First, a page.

Metalworking (rec.crafts.metalworking) Discuss various aspects of working with metal, such as machining, welding, metal joining, screwing, casting, hardening/tempering, blacksmithing/forging, spinning and hammer work, sheet metal work.

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Old March 1st 08, 06:05 PM posted to rec.crafts.metalworking
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Default Brushing aluminum?


For a small surface (2" x 2") area course roughening of aluminum.

The steel brush drill attachment I'm using requires pressing hard to
produce significant scratch marks. Is there a particular type of
steel brush that will easily roughen aluminum?

Thanks.

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Old March 1st 08, 08:23 PM posted to rec.crafts.metalworking
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Default Brushing aluminum?

John Doe wrote:
For a small surface (2" x 2") area course roughening of aluminum.

The steel brush drill attachment I'm using requires pressing hard to
produce significant scratch marks. Is there a particular type of
steel brush that will easily roughen aluminum?


Try coarse 40-grit sandpaper and a little hand-held oscillating sander.

Tove
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Old March 1st 08, 08:28 PM posted to rec.crafts.metalworking
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Default Brushing aluminum?

John Doe wrote:
For a small surface (2" x 2") area course roughening of aluminum.

The steel brush drill attachment I'm using requires pressing hard to
produce significant scratch marks. Is there a particular type of
steel brush that will easily roughen aluminum?

Thanks.


Usually the 'brushed aluminum' finish is imparted with a wide belt
sander. At least thats how the panel finishing firm I used to deal with
did it.

For something the size you want to do I'd try a hand belt sander, if you
don't have a bench type machine wide enough.

Regards
Paul


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Old March 2nd 08, 01:41 AM posted to rec.crafts.metalworking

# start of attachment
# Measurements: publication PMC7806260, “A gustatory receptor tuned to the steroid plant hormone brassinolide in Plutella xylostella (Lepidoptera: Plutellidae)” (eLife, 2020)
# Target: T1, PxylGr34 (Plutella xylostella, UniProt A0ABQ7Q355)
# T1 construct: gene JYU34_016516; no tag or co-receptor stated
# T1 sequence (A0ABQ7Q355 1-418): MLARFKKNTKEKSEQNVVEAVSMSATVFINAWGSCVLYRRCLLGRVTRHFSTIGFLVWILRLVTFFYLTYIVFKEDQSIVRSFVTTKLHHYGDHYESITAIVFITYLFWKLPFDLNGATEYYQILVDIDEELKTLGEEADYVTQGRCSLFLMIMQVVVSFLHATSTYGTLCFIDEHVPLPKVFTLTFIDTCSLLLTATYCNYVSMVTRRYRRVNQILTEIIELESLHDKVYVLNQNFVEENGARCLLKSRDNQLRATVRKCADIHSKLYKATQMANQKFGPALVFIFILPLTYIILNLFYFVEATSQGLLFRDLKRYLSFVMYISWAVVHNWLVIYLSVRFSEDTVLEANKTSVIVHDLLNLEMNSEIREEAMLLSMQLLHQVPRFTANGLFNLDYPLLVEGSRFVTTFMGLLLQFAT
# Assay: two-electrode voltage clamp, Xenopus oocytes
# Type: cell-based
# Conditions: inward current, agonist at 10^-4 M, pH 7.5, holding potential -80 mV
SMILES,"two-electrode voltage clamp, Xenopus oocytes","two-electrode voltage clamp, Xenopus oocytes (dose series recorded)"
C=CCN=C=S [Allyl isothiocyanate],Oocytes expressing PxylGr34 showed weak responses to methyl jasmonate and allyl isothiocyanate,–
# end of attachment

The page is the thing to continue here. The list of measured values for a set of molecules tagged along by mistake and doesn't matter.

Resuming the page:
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Default Brushing aluminum?

On Mar 1, 10:05 am, John Doe wrote:
For a small surface (2" x 2") area course roughening of aluminum.

The steel brush drill attachment I'm using requires pressing hard to
produce significant scratch marks. Is there a particular type of
steel brush that will easily roughen aluminum?

Thanks.


Don't use a steel brush. The steel bristles will leave small amounts
of iron in the aluminum and corrosion will set in shortly. Iron and
aluminum don't get along well at all.
Some form of grit (not emery; it contains iron in its makeup) is
better. Aluminum oxide is best, I'd think.

Dan
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Old March 2nd 08, 05:12 AM posted to rec.crafts.metalworking
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Default Brushing aluminum?

On Mar 1, 6:27 pm, John Doe wrote:
wrote:
On Mar 1, 10:05 am, John Doe wrote:
For a small surface (2" x 2") area course roughening of aluminum.


The steel brush drill attachment I'm using requires pressing hard
to produce significant scratch marks. Is there a particular type
of steel brush that will easily roughen aluminum?
Don't use a steel brush. The steel bristles will leave small
amounts of iron in the aluminum and corrosion will set in
shortly. Iron and aluminum don't get along well at all. Some form
of grit (not emery; it contains iron in its makeup) is better.
Aluminum oxide is best, I'd think.


Dan


Does that corrosion require interaction with the environment? I have
read something like that here before about steel on aluminum
corrosion, and mentioned it to a friend who then posed that
question. Thanks.


http://books.google.ca/books?id=OWDg...I9hmp50I&hl=en

Dan
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Old March 3rd 08, 03:51 AM posted to rec.crafts.metalworking
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Default Brushing aluminum?

John Doe wrote:
For a small surface (2" x 2") area course roughening of aluminum.

The steel brush drill attachment I'm using requires pressing hard to
produce significant scratch marks. Is there a particular type of
steel brush that will easily roughen aluminum?

Thanks.



Nyet!

What you want is a "scotchbrite" type wheel!
Other companies make similar stuff... it is an abrasive imbedded
synthetic wheel.
They also make it in pads that are similar to what you buy in the
store to clean pots (they're "plastic"??) but much more abrasive
and intended for metal work.
You want one that is fairly abrasive to get good "brush marks"

The alternative is an aluminum oxide paper, about 120 grit and some
oil, and smooth hand action - that's ok for doing just a little bit.
clean the oil off when ur done. If ur not finishing it with a clear
coat or anodize, you might want to use a heavier grit and then etch
it slightly with NaOH (lye) or "oven cleaner" which will impart a
slightly duller surface, but more immune to finger prints making
permanent marks on it...

You do NOT want a hand held belt sander (they gouge the work).

The way it is done in production is either the "scotchbrite" stuff
or a "Stroke Sander" rig... that one uses a belt...

Look at McMaster Carr online catalog, they show this stuff...

_-_-bear



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